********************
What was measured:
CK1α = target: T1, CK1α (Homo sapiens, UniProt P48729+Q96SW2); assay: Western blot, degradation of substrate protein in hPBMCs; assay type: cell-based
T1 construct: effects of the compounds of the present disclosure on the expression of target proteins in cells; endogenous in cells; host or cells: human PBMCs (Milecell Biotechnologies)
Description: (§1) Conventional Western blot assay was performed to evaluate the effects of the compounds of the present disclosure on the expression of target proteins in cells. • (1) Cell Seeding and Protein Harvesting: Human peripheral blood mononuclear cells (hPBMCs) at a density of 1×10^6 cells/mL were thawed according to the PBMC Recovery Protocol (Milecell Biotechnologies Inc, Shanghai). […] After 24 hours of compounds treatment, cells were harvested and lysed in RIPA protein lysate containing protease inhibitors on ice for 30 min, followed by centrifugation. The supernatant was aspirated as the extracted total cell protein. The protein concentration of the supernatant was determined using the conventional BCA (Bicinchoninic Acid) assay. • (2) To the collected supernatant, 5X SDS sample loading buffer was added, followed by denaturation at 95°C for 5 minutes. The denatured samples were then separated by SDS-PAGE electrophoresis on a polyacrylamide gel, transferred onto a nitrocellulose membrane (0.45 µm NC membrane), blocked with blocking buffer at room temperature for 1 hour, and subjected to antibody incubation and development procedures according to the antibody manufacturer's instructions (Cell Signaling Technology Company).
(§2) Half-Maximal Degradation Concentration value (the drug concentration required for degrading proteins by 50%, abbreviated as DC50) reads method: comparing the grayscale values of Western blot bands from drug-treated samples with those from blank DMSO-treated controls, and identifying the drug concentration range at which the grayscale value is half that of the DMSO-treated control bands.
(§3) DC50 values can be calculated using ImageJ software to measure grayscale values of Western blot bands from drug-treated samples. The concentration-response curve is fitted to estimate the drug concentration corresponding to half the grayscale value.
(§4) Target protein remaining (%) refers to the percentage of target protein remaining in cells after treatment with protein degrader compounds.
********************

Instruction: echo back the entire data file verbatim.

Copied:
What was measured:
CK1α = target: T1, CK1α (Homo sapiens, UniProt P48729+Q96SW2); assay: Western blot, degradation of substrate protein in hPBMCs; assay type: cell-based
T1 construct: effects of the compounds of the present disclosure on the expression of target proteins in cells; endogenous in cells; host or cells: human PBMCs (Milecell Biotechnologies)
Description: (§1) Conventional Western blot assay was performed to evaluate the effects of the compounds of the present disclosure on the expression of target proteins in cells. • (1) Cell Seeding and Protein Harvesting: Human peripheral blood mononuclear cells (hPBMCs) at a density of 1×10^6 cells/mL were thawed according to the PBMC Recovery Protocol (Milecell Biotechnologies Inc, Shanghai). […] After 24 hours of compounds treatment, cells were harvested and lysed in RIPA protein lysate containing protease inhibitors on ice for 30 min, followed by centrifugation. The supernatant was aspirated as the extracted total cell protein. The protein concentration of the supernatant was determined using the conventional BCA (Bicinchoninic Acid) assay. • (2) To the collected supernatant, 5X SDS sample loading buffer was added, followed by denaturation at 95°C for 5 minutes. The denatured samples were then separated by SDS-PAGE electrophoresis on a polyacrylamide gel, transferred onto a nitrocellulose membrane (0.45 µm NC membrane), blocked with blocking buffer at room temperature for 1 hour, and subjected to antibody incubation and development procedures according to the antibody manufacturer's instructions (Cell Signaling Technology Company).
(§2) Half-Maximal Degradation Concentration value (the drug concentration required for degrading proteins by 50%, abbreviated as DC50) reads method: comparing the grayscale values of Western blot bands from drug-treated samples with those from blank DMSO-treated controls, and identifying the drug concentration range at which the grayscale value is half that of the DMSO-treated control bands.
(§3) DC50 values can be calculated using ImageJ software to measure grayscale values of Western blot bands from drug-treated samples. The concentration-response curve is fitted to estimate the drug concentration corresponding to half the grayscale value.
(§4) Target protein remaining (%) refers to the percentage of target protein remaining in cells after treatment with protein degrader compounds.